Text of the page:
The Talent Imperative: Why People Make the Difference in Customer Intimacy Business Model Transformations

Many of our historically product-focused clients are shifting their organizational and operational focus to address buyers’ needs in their key markets. Talent is always important but is particularly critical as businesses move to these customer intimacy-based models that require a deep understanding of the market needs.

A transformation to an intimacy-based business necessitates an array of new skills. The skills required to sell Ideas, guide clients through a journey, and develop intimacy are additional to the technical and functional skills traditionally required of product and service companies.

No matter what direction your organization is heading, any transformation should involve a detailed talent evolution plan as you transition through different stages of implementing a new business model.  Throughout the process it’s important to understand the necessary skills in each phase and identify:

  1. Today’s high-performers in the current model – it will be important not to lose these individuals as you begin this journey, but as you move forward, either you or your high-performers may determine the new model is not the right fit for their natural skill set.
  2. The flexible high-performers – mid/high-performers with dynamic skillsets who can operate effectively in the old model while also possessing many of the skills you believe will successfully translate to the new model. These individuals should serve as your player/coaches as new skills are required.
  3. Future high-performers – those capable of being high-performers with the ability to drive success in the new model.

When it comes to building a team that understands and can deliver throughout these phases and particularly in the new model, people always ask, “What percent of my current staff can I bring along and get up to speed?” “How do I identify those employees who will be successful in the new model?”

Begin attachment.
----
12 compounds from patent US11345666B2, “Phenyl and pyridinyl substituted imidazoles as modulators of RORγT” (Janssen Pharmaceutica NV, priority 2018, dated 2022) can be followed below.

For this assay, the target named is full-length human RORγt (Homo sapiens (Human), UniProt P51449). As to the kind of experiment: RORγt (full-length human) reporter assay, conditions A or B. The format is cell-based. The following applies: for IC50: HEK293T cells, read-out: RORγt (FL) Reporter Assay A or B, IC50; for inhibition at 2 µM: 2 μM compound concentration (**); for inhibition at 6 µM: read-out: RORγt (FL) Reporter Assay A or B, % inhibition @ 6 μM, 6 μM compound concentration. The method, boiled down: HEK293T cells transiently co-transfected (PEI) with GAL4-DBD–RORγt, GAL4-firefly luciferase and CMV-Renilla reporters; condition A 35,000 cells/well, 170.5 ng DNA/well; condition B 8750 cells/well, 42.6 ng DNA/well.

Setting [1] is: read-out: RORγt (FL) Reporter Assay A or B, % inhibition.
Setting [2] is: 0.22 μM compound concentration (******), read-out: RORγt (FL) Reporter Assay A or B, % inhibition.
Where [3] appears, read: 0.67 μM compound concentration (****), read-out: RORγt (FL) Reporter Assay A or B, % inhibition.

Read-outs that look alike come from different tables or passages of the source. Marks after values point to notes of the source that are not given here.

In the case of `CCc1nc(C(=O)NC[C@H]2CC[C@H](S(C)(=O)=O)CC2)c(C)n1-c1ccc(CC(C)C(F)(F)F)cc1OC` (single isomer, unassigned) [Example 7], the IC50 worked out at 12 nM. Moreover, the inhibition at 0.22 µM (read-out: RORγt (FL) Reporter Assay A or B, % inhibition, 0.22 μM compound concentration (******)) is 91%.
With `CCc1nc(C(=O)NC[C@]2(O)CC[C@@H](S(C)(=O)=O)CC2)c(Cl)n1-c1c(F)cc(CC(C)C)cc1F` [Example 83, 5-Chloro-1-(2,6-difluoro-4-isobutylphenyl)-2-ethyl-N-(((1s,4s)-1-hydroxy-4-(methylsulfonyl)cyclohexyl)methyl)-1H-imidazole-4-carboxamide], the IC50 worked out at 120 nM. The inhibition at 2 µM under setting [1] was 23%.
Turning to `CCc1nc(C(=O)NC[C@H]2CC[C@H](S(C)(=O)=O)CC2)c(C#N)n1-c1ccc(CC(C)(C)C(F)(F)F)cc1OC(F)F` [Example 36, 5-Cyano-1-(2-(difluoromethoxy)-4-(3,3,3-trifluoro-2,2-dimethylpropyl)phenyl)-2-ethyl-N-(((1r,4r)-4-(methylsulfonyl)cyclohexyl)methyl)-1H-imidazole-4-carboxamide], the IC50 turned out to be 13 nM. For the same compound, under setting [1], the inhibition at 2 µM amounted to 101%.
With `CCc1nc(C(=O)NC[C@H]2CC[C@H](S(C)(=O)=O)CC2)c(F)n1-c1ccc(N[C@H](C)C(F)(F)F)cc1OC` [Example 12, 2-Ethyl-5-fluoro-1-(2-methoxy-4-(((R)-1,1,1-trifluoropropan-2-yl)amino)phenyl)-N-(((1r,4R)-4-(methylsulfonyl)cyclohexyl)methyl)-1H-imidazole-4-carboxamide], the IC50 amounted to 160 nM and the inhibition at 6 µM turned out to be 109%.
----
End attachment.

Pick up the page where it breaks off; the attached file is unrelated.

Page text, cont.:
Part of the answer is captured in the following quote from Spanish philosopher, Baltasar Gracian: “Great ability develops and reveals itself increasingly with every new assignment.”

The rest of the answer depends on the existing skills and capabilities of your talent base, the types of offers in the portfolio, development and training programs, etc.  Let’s focus on the initial staffing for the transformation.

Resources will come from two primary sources: internal and new hires. Note that the endeavor for both groups is different.  Your current employees understand your existing business, and some naturally rise to the occasion, but this doesn’t mean they will all succeed in making the leap to the new model.  After all, you will be asking them to do new things in new ways and, without the support mechanisms in place, they typically revert to the “old way”. Therefore, deciding talent selection criteria first will provide you the guiding principles for making important staffing decisions.

We like to use the following criteria for building high-performing, well rounded customer-intimacy teams:

For new hires, you will likely need to re-think where and how you source the top candidates as well as the interview process. The most qualified individuals will come from leading consulting and Professional Services firms with experience in the specific industries that your solutions will focus on.

By their very nature, these consultants are analytical and skeptical. Therefore, the interview process should be carefully orchestrated to not only evaluate the candidate from your point of view but also to enable the candidate to evaluate you, your strategy, and your level of commitment. Qualified candidates will not only have to be motivated by the opportunity your new strategy represents, they will also have to buy into the fact that your strategy is sound, and you are committed to making it work. Note that even these folks may not be able to make the journey without guidance, support, development, etc. Effective change management will be imperative to all employees.

In summary, here are the two takeaways:

  1. It’s important to define a clear map of the skills required and
  2. These skills can be acquired from outside the company or can be developed within.

Most companies moving to the Intimacy Model see developing talent as one of the key initiatives.  Therefore, in the next post, we will share a few thoughts on talent development programs.  After that, I’ll examine how to create an outward-focused interview process for customer intimacy leaders, which will help you attract and engage the right level of talent for your customer intimacy business model transformation.

To read the next blog in the series, click here.

Written by: Mark Slotnik

More from this Author

About the Author: Mark Slotnik has spent nearly 20+ years advising clients in the areas of designing and taking to market high value business solutions, solution portfolio management, talent development, resource management, business process re-engineering and commercial software.  

Leave a Reply